This is one way to spend the morning. Watching the sun slide across the buildings on Orange Street, like an egg yolk cracked and spreading across the pan. With the light comes the noises of the city – car doors slamming, the jangling of keys as someone unlocks an office building. Sanitation workers bantered in the street.
Nigel tries to hear these things and not hear them. Tries to feel the sun without having to see it. He is sitting on the roof of Simon’s office building. He is trying to meditate. Simon had agreed to renting the office space to Nigel only after Nigel promised he wouldn’t be spending the nights there. “It’s just for my photography work, man,” he’d assured him, “a studio.” But of course, Nigel was spending the nights there, and Simon doubtless knew this. To help keep up the charade, he vacated the buildings interior from seven-thirty a.m. to nine a.m., when all the office inhabitants were arriving in their polyester slacks and pencil skirts, and he made his way to the roof. There, two Adirondack chairs and a low, oblong box of sand made up a sad, bleached-out sort of zen garden. Simon’s doing, no doubt. He was always telling Nigel to find his inner peace and quoting lame platitudes about it being darkest before the dawn.
It’s not that Nigel disliked Simon. Simon was renting him an office space for less than a hundred dollars a month, for one thing, and there was nothing to overtly dislike about the man. He was tall and had a thick head of hair. He was confident. He shook hands like he meant it. He rarely went to the bar, though, and spent weekends doing things like group kayaking adventures or meditation retreats and for these reasons Nigel had a hard time trusting him.
“For fuck’s sake,” said Nigel’s girlfriend, “ since when is being well-adjusted a crime?” And what’s wrong with meditating, she wanted to know.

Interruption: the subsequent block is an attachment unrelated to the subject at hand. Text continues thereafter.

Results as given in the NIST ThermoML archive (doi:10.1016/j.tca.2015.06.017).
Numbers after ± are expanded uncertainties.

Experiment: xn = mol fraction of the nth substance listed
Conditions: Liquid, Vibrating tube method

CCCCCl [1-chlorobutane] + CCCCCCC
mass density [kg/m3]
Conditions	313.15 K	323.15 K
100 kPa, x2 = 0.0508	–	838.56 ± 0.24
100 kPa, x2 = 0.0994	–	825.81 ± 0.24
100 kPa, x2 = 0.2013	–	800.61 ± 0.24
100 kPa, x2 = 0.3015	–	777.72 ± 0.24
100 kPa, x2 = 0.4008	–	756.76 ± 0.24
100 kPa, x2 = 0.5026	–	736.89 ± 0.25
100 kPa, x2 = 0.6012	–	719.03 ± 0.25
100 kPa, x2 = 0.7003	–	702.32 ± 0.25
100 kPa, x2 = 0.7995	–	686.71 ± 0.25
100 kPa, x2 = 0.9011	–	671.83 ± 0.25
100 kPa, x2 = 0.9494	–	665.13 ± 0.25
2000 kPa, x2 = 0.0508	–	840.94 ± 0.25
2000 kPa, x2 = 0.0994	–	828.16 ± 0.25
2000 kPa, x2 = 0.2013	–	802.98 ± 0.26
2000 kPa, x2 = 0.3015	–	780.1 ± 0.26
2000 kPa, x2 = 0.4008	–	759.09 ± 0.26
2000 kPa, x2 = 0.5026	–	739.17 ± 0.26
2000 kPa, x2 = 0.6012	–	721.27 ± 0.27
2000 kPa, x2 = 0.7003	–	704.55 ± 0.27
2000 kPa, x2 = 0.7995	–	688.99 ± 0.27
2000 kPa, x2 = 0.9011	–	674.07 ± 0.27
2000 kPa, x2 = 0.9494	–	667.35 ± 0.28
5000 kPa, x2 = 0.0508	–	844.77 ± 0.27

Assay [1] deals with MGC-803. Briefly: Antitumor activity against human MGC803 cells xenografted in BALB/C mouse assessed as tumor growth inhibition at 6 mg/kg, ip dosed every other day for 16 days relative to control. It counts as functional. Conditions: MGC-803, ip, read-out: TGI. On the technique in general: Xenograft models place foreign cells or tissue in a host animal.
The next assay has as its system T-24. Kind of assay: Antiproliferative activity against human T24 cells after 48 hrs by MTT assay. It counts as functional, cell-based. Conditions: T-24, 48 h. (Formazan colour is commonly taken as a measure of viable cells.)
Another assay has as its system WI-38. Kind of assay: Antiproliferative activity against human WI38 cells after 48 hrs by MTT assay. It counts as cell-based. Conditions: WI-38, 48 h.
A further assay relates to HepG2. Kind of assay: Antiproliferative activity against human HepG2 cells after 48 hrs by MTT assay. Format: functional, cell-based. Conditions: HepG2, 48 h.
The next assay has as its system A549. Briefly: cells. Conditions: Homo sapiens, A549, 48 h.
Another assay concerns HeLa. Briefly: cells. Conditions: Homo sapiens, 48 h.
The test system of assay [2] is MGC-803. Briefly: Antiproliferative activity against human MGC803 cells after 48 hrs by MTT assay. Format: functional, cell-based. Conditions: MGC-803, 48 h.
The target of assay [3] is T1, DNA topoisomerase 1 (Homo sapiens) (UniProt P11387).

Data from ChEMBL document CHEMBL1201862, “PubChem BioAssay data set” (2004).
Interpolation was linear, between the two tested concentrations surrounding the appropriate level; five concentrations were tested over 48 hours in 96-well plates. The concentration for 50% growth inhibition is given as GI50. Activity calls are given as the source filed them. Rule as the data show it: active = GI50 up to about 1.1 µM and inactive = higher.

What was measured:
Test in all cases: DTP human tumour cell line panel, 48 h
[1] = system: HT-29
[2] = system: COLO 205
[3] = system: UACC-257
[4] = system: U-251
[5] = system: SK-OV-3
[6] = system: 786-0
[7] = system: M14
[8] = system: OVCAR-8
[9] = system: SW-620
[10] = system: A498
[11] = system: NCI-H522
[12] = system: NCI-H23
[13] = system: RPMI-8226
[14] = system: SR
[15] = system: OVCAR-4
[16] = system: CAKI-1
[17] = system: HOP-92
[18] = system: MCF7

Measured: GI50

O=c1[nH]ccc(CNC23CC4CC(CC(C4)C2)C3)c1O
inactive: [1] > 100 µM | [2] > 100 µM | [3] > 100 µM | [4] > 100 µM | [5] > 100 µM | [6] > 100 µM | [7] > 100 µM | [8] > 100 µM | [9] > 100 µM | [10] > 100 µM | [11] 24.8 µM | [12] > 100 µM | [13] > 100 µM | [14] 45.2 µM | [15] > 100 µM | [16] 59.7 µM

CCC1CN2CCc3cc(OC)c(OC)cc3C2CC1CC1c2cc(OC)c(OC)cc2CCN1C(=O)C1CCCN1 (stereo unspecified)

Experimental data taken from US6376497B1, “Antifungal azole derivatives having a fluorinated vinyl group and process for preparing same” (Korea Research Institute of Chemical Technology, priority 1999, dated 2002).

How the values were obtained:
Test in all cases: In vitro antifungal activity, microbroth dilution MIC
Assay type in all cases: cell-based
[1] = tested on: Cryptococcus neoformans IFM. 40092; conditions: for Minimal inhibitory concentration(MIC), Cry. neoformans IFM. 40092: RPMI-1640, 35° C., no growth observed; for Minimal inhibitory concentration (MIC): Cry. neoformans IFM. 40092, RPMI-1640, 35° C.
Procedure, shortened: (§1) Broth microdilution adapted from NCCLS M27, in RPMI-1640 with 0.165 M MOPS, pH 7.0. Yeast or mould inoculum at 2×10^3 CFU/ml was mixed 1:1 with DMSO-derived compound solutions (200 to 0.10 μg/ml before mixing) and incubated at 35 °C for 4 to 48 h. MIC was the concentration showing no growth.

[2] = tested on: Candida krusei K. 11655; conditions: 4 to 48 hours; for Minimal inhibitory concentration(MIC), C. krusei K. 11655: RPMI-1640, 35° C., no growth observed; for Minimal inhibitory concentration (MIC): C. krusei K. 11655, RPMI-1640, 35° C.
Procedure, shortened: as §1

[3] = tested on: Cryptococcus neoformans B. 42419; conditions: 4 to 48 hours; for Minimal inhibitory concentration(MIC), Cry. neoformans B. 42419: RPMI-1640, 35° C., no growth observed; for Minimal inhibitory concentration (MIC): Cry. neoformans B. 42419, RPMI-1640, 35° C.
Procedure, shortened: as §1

Though the image of Simon meditating – jaunty chin gone slack, his curly dark hair trembling in a sort of ecstatic shiver – gave him the creeps, Nigel had to admit that there was nothing wrong, per se, with the act of meditating. In fact he’d promised Elizabeth – she’d made him promise – that if she was going to stay with him, he had better find some positive place to direct his energy. “Like a hobby?” he’d asked.
“No,” she’d answered. “Like a practice.” Something, she clarified, that will make you a better person.
So, Nigel was trying. Fuck, he was really really trying. Spine straight, legs crossed. He kept having to shake out his hands to relax them, stop them from reaching into his pocket for his phone or a smoke. His eyelids, too, fought to stay open and he scrunched them closed like a child pretending to sleep. “Ommm,” he said to himself, mortified by the sound of it which was thankfully drowned out by a garbage truckrolling past on Orange Street. “Better get a move on,” one of the trash men was yelling to his partner, and Nigel could hear him slapping the side of the truck with his palm, and the truck wheezing as it moved forward, towards the next alley, the next dumpster. The smell rose up through the streets and found Nigel where he was sitting – the smell of rot and decay – an almost sweet smell, if you thought about it the right way.